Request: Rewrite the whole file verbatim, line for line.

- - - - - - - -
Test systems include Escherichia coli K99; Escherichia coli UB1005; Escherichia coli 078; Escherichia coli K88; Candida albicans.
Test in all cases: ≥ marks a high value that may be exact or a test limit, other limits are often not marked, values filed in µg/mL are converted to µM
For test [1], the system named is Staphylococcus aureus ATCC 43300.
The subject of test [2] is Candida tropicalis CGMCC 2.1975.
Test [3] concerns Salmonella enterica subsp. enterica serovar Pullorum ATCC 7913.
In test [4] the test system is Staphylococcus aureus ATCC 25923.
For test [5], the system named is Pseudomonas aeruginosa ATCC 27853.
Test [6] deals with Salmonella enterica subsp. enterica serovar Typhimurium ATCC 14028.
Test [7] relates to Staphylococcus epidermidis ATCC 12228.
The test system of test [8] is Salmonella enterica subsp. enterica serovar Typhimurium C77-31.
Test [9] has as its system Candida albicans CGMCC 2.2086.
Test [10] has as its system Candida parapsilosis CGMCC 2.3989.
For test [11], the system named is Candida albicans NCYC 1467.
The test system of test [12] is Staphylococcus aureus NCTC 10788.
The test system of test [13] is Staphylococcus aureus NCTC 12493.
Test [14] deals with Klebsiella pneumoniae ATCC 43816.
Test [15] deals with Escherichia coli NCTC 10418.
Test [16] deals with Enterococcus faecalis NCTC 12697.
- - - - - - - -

Test systems include Escherichia coli K99; Escherichia coli UB1005; Escherichia coli 078; Escherichia coli K88; Candida albicans.
Test in all cases: ≥ marks a high value that may be exact or a test limit, other limits are often not marked, values filed in µg/mL are converted to µM
For test [1], the system named is Staphylococcus aureus ATCC 43300.
The subject of test [2] is Candida tropicalis CGMCC 2.1975.
Test [3] concerns Salmonella enterica subsp. enterica serovar Pullorum ATCC 7913.
In test [4] the test system is Staphylococcus aureus ATCC 25923.
For test [5], the system named is Pseudomonas aeruginosa ATCC 27853.
Test [6] deals with Salmonella enterica subsp. enterica serovar Typhimurium ATCC 14028.
Test [7] relates to Staphylococcus epidermidis ATCC 12228.
The test system of test [8] is Salmonella enterica subsp. enterica serovar Typhimurium C77-31.
Test [9] has as its system Candida albicans CGMCC 2.2086.
Test [10] has as its system Candida parapsilosis CGMCC 2.3989.
For test [11], the system named is Candida albicans NCYC 1467.
The test system of test [12] is Staphylococcus aureus NCTC 10788.
The test system of test [13] is Staphylococcus aureus NCTC 12493.
Test [14] deals with Klebsiella pneumoniae ATCC 43816.
Test [15] deals with Escherichia coli NCTC 10418.
Test [16] deals with Enterococcus faecalis NCTC 12697.